Women's Philanthropy Institute at the Center on Philanthropy at Indiana University;
Women Give 2012 focuses on the effect of age and gender on charitable giving, with a spotlight on giving by Baby Boomers (born between 1946 and 1964) and older Americans. The new report is the third in a series of research reports by the Women's Philanthropy Institute at the Center on Philanthropy at Indiana University that offers deeper insights as to how gender differences affect philanthropy.The Women Give studies complement a growing body of research that affirms women's growing importance as donors in the nonprofit sector. They also benefit decision-makers and fundraisers seeking to expand their donor base and attract more volunteers by providing key insights to inform their strategic efforts to more deeply engage women.
Chicago Foundation for Women;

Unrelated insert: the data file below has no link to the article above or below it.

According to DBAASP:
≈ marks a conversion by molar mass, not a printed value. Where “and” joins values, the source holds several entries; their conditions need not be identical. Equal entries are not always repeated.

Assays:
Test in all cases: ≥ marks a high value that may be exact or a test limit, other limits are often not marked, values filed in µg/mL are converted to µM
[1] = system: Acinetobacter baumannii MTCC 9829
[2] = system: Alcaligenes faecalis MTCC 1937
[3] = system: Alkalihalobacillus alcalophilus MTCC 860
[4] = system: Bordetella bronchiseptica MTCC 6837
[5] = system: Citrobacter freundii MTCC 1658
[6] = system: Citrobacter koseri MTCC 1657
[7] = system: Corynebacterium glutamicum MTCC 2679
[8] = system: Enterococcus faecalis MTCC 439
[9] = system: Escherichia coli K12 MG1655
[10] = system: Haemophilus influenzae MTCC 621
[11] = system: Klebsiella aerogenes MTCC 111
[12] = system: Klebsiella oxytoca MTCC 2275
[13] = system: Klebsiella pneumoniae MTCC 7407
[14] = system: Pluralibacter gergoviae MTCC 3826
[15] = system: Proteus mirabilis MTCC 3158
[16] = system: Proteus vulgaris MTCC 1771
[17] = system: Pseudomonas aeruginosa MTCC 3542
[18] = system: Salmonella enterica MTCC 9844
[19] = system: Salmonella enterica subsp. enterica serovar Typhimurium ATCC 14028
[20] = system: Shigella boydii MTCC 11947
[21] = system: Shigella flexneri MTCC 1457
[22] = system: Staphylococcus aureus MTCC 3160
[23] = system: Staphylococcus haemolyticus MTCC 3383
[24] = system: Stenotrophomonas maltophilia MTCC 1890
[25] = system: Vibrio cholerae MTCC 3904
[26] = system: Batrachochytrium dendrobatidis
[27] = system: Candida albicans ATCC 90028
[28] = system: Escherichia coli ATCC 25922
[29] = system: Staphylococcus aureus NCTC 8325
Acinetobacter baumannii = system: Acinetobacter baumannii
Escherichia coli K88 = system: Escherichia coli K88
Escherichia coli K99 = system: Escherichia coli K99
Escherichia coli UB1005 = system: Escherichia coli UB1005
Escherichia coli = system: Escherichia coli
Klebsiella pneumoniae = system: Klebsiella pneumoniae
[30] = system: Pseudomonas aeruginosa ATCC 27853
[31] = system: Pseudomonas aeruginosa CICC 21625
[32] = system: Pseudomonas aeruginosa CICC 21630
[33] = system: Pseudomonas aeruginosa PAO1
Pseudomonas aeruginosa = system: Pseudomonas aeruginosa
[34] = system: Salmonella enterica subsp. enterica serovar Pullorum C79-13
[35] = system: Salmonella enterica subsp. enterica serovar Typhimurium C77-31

The Women's Economic Security Campaign (WESC) through the Women's Funding Network "taps the power and resources of women's funds across the U.S. to boost opportunity for low-income women and their families." As a national network, WESC elevates the work of individual women's funds and amplifies the voices of women striving to achieve economic security. In partnership with WESC, Chicago Foundation for Women (CFW) selected JARC from its array of economic security grantees as an example of a program moving women into financial self-sufficiency. While the Foundation privileges a variety of strategies for ensuring economic security, workforce development programs during the economic recession have been an essential way of responding to skill gaps in dynamic regional economies. The direct services of JARC -- and the organization's growing work in the advocacy arena -- reflect the experiences of a single program, but the challenges and the opportunities for women in manufacturing resonate across the country. Jane Addams Resource Corporation (JARC) provides an array of training options to help low-income men and women learn or enhance manufacturing skills. The following analysis will highlight the success of the Women in Manufacturing Program (WMP), providing a direct service model for increasing the number of women workers in non-traditional occupations. The innovative combination of two programmatic frameworks and the strength of wide-ranging partnerships ensure a holistic lens is applied to the development of careers for working women. Women's funds in Chicago and the intentional investment in programs designed to benefit women prove to be catalysts for change.